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Penalty clauses in contracts

Nine Dots Legal

15 • 03 • 24

Laszlo Konya, and Lauris de Clifford
Commercial Law, Corporate Law

Penalty clauses in contracts

Penalty clauses in contracts

What are penalty clauses?

A penalty clause is a clause in a contract that sets out a predetermined amount of compensation to be paid in the event of a breach or supposed breach of the contract that is out of all proportion to the loss suffered by the other party.

Clauses specifying predetermined amounts of compensation can be quite common in contracts and can include clauses that apply administration fees, termination fees, monthly fees or penalties and deposits, in some circumstances. So, they are not always explicitly set out to be a ‘penalty clause’.

It’s important to note that if a clause is found to be a penalty clause, then it will not be enforceable or legal, particularly in light of the new unfair contracts legislation. Courts apply a test of whether the clause is a genuine pre-estimate of the loss suffered by the innocent party, or if it is designed to punish the party in breach.

Enforceability of penalty clauses

In Australia, the case of Andrews v Australia and New Zealand Banking Group Ltd (2012) 247 CLR 205 changed the understanding of what a penalty clause is. The Andrews case determined that a clause can be considered a penalty, even without a breach of contract.

In this case, the High Court held that a clause will be considered a penalty if it imposes a detriment on the party in breach that is out of proportion to the legitimate interests of the innocent party. The Court also noted that a clause will not be considered a penalty if it is a genuine pre-estimate of the loss that would be suffered in the event of a breach.

Further cases in Australia have considered penalty clauses. One notable case is Paciocco v Australia and New Zealand Bank Group Ltd (2014) 309 ALR 259 where the High Court considered fees charged by ANZ for overdrawn accounts and late credit card payments. The Court ruled that certain types of fees were unconscionable and constituted penalties, making them unenforceable as they were not genuine pre-estimate of the bank’s loss.

Factors considered by Courts

Australian Courts consider several factors when determining the enforceability of a penalty clause, including:

  • Proportionality: The amount specified in the clause should be a genuine pre-estimate of the loss likely to be suffered by the innocent party. If the amount is extravagant or unconscionable, it is more likely to be considered a penalty. Examples of genuine pre-estimates of loss include things like fees that have already been paid that you cannot recoup, such as annual licensing fees or hours already spent working on a project.
  • Commercial justification: The clause should serve a legitimate commercial purpose, such as compensating the innocent party for losses that are difficult to quantify. If the clause is purely punitive, it is more likely to be considered a penalty.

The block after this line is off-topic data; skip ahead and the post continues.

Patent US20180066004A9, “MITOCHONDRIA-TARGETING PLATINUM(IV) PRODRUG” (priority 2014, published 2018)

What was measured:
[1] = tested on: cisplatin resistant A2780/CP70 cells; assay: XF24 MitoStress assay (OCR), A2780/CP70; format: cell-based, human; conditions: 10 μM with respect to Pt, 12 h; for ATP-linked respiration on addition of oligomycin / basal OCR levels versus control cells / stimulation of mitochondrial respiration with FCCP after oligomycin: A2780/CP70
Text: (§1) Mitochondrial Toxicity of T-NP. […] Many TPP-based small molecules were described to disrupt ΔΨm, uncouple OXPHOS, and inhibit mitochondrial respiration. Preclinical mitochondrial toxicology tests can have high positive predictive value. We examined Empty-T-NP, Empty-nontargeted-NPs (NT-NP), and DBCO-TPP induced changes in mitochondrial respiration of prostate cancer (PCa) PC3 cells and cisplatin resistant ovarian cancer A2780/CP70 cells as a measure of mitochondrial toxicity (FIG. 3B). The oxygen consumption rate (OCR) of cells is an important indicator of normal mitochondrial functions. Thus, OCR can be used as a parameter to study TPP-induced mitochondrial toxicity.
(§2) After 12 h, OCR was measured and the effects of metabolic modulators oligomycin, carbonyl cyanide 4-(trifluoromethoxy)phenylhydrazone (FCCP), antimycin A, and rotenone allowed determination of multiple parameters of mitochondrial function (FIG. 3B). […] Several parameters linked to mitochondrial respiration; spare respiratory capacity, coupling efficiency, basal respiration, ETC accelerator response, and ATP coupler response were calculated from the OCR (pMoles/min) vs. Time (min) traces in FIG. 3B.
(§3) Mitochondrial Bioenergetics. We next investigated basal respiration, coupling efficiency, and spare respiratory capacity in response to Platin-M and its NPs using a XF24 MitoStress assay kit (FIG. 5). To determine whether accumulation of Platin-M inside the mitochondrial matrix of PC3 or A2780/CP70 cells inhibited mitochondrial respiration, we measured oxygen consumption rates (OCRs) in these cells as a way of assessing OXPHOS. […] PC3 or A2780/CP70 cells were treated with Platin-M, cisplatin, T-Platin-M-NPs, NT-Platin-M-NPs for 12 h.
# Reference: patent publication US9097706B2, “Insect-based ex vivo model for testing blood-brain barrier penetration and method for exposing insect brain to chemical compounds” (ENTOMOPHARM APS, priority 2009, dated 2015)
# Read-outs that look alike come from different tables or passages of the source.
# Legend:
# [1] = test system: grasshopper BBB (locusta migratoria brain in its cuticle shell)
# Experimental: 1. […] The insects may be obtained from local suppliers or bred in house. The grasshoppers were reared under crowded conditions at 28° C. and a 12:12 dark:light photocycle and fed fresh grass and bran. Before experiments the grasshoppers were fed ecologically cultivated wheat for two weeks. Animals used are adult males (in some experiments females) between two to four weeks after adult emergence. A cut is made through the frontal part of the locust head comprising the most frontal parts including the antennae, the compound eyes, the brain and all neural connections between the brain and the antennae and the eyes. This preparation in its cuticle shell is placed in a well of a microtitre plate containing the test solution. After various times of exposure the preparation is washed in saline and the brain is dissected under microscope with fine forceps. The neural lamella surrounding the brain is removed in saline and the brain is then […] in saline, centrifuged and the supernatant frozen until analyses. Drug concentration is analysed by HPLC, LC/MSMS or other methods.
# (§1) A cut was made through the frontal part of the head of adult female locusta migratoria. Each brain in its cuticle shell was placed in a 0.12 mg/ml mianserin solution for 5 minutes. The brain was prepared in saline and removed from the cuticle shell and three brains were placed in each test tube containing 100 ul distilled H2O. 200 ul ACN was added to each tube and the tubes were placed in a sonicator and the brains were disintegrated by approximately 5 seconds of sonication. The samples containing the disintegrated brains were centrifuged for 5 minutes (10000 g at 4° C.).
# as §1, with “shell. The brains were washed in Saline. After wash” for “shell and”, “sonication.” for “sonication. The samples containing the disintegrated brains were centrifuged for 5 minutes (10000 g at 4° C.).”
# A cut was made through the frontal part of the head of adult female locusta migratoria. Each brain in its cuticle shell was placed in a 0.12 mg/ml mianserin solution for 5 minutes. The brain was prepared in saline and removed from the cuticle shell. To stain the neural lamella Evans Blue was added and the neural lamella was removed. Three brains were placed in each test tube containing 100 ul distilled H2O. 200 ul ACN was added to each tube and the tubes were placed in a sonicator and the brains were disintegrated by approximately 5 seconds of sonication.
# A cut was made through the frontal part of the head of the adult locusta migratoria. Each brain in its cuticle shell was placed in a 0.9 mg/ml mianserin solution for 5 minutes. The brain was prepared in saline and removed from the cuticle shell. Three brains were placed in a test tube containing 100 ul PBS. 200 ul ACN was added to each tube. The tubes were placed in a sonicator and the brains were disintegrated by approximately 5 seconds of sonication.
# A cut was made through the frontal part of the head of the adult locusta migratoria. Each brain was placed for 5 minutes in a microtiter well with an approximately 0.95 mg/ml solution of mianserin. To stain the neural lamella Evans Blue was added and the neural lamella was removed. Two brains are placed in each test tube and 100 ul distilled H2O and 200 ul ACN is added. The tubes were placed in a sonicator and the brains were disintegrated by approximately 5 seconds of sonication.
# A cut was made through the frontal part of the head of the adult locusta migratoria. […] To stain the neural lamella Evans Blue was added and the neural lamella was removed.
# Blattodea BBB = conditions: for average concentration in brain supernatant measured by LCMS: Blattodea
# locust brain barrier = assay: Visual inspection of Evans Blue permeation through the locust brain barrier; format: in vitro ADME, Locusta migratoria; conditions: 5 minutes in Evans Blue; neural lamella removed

• Unconscionability: If the clause is oppressive or unreasonable, it may be deemed unconscionable and therefore unenforceable.
  • Public policy: Penalty clauses that are contrary to public policy, such as clauses that seek to penalise a party for exercising their legal rights, are unlikely to be enforceable.

Impact of unfair contract terms - Australian consumer law

Under the Australian Consumer Law (ACL), which is contained in Schedule 2 of the Competition and Consumer Act 2010 (Cth), penalty clauses in consumer contracts are subject to additional scrutiny. The ACL prohibits unfair contract terms, including terms that are excessively one-sided or that impose a disproportionate penalty for breaching the contract. Courts have the power to declare such terms void and unenforceable.

It is likely that clauses that impose a penalty merely for not doing something and are not grounded in reality, would be considered an unfair contract term and thus a breach of the new unfair contract legislation in the ACL. The ACL imposes significant penalties for these breaches.

Does my contract have unfair or unenforceable penalty clauses?

If a clause simply sets out a number or dollar amount for failing to comply with it or for not doing a certain act, that cannot be justified by reference to actual loss incurred, then there may be a reasonable chance that this could be deemed a penalty, and could also be an unfair contract term under the ACL.

Parties should carefully consider the terms of any penalty clause or fees paid in their contracts and seek legal advice if necessary. We suggest having your contracts reviewed for penalty clauses and compliance with the new unfair contract terms.

Get in contact with us

Laszlo Konya | Head of Commercial + Corporate | NDL

Laszlo Konya

Head of Commercial + Corporate

m. +61 416 229 054
d. +61 3 9448 9992

Lauris de Clifford – lawyer at Nine Dots Legal (NDL), Melbourne

Lauris de Clifford

Senior Commercial + Corporate Lawyer

d. +61 3 9445 7905

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